Margaret A. Gilliam

In 2012, a $1.5-million gift from businesswoman and graduate Margaret A. Gilliam, BSc’59, helped McGill University build on its initiatives to tackle the global food and nutrition crisis and seek long-term answers for sustainable agricultural production. Ms. Gilliam’s gift supports research, teaching and graduate fellowships at the McGill Institute for Global Food Security: the Margaret A. Gilliam Faculty Scholar in Food Security serves to attract or retain a scholar who pursues research in the area of global food security; the Margaret A. Gilliam Fellowships in Food Security recognizes and supports outstanding McGill graduate students who are studying global food security issues; and the Margaret A. Gilliam Endowment in Food Security, funds, in perpetuity, teaching, research and outreach initiatives related to food security. “Food security is a worldwide problem that requires our immediate attention,” Gilliam said. “I am delighted that McGill is working towards addressing this issue and that I can play some part in this worthwhile mission.”


MARGARET A. GILLIAM

President, Gilliam & Company, New York, New York

Maggie Gilliam is President of Gilliam & Co., a consulting business that she founded in 1997. Using her 57 years of experience as a Wall Street analyst in retailing and consumer products, she assists both corporations and investors in the areas of strategic direction, specific investment decision making and problem solving. She also is the publisher of Gilliam Viewpoint, a monthly publication devoted primarily to grass roots happenings and their longer range implications on retailing. Gilliam Viewpoint is appreciated for its insights by retail and shopping center executives, analysts and investors. In her consulting work, she is credited with having urged companies into strategic moves that have provided competitive advantages.

As an analyst, Maggie gained recognition for her intensive field investigative work that led to her discovering such concepts as The Home Depot, Nordstrom, The Price Company (now Costco) and others, before they were on everybody’s radar screen. She also recognized Wal-Mart as having major growth potential in 1980, when the consensus view was that the company had saturated its rural mid-south market, and had therefore maxed out. In 1990, she identified the enormous potential in the company’s Supercenter concept, and not much later, predicted its negative impact on the grocery industry.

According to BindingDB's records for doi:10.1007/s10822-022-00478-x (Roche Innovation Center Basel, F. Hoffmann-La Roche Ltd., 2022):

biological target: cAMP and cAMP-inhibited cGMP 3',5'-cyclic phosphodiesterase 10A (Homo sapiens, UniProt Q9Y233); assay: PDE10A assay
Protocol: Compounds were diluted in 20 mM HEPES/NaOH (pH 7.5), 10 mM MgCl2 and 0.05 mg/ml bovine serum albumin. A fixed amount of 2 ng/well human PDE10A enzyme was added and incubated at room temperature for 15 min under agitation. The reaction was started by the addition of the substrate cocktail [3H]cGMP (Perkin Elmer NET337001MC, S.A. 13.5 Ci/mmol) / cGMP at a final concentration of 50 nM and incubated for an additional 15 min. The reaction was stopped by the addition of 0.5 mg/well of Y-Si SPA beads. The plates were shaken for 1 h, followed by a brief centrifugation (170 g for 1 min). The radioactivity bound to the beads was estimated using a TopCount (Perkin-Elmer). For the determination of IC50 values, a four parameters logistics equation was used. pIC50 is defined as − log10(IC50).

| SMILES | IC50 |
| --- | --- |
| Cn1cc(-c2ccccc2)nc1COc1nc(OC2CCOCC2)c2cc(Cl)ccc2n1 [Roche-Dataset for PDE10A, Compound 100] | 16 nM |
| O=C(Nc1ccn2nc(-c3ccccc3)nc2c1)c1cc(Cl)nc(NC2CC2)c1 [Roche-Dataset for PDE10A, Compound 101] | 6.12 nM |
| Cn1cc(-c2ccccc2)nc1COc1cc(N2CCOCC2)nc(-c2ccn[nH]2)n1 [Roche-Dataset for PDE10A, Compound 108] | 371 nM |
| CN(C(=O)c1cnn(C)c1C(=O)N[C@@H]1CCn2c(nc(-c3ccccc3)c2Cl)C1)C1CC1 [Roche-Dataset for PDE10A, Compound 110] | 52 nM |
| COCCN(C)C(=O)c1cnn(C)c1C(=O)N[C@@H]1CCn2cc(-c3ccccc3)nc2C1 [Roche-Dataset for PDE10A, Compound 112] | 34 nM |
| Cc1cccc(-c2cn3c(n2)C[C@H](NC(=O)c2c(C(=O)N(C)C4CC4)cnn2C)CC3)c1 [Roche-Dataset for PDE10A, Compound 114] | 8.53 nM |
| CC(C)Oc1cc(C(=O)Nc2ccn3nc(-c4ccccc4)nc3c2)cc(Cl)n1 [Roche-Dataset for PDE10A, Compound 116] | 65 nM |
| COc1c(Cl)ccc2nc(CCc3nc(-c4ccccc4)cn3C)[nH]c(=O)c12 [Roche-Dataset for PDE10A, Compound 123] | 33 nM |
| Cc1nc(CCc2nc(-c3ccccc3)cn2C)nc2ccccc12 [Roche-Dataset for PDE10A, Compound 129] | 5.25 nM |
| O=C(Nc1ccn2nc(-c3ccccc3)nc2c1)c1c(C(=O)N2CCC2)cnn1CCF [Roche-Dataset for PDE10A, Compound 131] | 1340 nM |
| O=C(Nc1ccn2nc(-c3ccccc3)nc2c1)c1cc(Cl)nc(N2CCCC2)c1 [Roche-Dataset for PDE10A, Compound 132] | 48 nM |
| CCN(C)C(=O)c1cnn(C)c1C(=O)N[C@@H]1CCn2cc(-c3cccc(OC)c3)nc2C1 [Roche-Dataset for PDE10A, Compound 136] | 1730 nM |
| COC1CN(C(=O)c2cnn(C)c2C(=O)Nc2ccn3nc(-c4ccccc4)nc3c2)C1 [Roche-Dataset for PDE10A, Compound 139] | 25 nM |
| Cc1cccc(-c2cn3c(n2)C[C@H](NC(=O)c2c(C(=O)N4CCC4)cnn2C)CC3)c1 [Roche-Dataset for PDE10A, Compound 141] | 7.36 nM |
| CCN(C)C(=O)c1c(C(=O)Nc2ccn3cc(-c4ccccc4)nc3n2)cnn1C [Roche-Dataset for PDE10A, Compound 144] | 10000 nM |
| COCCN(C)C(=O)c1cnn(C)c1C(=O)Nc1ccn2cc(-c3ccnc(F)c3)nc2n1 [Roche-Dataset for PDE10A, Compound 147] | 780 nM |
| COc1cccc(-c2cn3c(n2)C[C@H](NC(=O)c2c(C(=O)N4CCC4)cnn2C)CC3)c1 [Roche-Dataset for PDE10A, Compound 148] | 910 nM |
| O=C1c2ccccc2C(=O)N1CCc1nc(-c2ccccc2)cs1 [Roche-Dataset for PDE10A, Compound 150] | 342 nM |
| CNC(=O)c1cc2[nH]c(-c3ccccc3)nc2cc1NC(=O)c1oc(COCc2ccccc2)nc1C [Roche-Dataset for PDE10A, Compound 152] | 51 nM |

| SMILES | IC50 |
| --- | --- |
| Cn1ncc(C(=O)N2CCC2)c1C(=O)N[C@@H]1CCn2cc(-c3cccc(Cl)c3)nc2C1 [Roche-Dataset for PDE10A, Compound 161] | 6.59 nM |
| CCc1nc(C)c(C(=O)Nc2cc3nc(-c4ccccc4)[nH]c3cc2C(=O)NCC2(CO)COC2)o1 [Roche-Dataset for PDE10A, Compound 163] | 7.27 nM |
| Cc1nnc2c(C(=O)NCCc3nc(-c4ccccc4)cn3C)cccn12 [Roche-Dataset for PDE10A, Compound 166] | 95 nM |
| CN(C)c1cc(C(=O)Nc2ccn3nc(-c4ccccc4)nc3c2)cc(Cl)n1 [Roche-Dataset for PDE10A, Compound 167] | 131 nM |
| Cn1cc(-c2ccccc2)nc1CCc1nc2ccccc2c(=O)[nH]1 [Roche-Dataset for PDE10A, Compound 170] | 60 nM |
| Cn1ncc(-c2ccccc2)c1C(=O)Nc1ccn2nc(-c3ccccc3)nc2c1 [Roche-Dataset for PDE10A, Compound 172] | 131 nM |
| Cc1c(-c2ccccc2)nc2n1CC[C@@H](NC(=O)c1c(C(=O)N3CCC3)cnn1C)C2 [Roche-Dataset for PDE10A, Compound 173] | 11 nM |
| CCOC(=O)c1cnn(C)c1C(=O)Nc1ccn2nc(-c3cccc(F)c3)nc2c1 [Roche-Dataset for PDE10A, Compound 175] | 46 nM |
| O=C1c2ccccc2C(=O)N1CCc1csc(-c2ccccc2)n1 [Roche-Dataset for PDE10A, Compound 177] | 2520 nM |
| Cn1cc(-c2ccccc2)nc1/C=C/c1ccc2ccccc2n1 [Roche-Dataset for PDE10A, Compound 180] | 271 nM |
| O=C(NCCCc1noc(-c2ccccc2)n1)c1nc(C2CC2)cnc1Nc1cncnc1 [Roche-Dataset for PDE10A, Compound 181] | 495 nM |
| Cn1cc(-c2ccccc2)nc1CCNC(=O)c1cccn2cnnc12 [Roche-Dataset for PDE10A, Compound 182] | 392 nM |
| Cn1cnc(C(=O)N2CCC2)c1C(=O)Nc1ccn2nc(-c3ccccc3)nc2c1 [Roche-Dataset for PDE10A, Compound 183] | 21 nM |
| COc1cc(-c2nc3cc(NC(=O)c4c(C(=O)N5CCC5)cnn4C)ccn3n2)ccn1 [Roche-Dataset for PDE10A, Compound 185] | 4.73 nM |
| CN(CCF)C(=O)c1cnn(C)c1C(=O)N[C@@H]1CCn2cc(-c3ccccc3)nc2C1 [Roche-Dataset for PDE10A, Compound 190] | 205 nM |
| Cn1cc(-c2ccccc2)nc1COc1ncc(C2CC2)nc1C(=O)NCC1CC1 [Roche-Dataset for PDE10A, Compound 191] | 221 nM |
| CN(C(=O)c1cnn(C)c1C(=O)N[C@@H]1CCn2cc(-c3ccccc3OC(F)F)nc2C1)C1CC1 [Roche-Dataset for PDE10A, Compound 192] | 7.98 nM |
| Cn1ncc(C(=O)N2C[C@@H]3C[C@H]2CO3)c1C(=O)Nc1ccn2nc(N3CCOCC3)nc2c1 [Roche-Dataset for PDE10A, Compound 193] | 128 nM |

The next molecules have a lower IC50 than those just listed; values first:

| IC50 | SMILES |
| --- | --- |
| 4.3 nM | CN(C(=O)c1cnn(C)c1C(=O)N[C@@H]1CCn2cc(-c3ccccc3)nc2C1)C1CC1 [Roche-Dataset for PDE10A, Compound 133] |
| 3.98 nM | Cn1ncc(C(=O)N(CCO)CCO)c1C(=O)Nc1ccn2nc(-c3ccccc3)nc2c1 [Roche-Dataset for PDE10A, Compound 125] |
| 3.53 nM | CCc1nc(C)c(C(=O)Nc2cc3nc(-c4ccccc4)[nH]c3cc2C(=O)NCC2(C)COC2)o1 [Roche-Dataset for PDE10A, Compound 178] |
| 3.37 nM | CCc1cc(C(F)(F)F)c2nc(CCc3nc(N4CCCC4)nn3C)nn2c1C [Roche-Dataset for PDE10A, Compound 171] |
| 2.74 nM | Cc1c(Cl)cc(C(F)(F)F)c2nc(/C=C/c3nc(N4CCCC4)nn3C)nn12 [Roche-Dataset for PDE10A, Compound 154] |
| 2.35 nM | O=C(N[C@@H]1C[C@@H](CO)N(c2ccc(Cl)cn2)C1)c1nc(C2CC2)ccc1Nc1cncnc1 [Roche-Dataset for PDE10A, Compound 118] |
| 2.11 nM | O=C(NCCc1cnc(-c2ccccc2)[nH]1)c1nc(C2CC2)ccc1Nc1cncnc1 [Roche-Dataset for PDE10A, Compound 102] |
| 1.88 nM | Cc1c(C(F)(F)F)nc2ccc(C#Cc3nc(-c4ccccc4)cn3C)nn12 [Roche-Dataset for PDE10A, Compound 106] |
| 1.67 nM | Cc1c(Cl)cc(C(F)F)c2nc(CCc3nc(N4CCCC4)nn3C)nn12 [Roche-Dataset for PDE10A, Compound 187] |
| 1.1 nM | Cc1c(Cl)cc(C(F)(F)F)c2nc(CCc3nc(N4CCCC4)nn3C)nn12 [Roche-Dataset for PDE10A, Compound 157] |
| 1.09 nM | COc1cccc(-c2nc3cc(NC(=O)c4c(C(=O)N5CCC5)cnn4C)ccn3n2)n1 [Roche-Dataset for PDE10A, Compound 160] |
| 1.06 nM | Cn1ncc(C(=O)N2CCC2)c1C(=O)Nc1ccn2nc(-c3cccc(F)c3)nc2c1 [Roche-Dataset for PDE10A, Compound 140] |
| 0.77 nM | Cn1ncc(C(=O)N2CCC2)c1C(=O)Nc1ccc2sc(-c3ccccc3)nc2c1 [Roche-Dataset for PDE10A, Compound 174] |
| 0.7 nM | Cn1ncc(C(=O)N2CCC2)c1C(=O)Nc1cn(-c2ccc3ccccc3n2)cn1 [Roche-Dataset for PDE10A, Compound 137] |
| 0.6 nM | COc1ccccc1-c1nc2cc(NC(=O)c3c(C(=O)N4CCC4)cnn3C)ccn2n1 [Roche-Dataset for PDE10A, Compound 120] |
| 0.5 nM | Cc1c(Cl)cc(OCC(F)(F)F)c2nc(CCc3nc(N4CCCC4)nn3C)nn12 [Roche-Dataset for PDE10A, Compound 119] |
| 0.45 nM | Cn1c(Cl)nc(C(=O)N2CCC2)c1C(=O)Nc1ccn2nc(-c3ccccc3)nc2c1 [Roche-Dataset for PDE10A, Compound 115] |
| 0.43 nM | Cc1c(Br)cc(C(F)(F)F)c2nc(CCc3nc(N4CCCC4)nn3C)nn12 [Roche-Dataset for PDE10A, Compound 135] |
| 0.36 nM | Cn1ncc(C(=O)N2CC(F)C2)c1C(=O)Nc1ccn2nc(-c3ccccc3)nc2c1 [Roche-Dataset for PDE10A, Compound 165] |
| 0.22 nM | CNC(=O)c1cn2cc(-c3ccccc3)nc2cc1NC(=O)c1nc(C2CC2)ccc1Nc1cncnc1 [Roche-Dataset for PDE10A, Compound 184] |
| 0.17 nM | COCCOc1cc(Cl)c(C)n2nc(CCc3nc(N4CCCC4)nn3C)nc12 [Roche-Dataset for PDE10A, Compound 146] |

Ms. Gilliam was cited by Peter Lynch and Sam Walton in their books as an exceptional analyst. She has been the recipient of numerous awards, including the Institutional Investor All-star Team. In 1991, she was the only analyst recognized in three different industries.

Maggie has a Bachelor of Science degree from McGill University in Montreal, and is a graduate of the Harvard-Radcliffe Program in Business Administration. Her Wall Street career began when Goldman, Sachs & Co. offered her a permanent position during an internship that was part of the Harvard-Radcliffe program. She spent ten years with Goldman Sachs and 21 years with The First Boston Corporation and successor companies, now Credit Suisse, where her last position was director, equity research, and senior analyst for retail trade and soft goods.

Maggie is divorced and has two step sons. Five and a half years ago she suffered a stroke. She lives in New York City, but favors her Long Island beach house, where she takes part in both community and outdoor activities.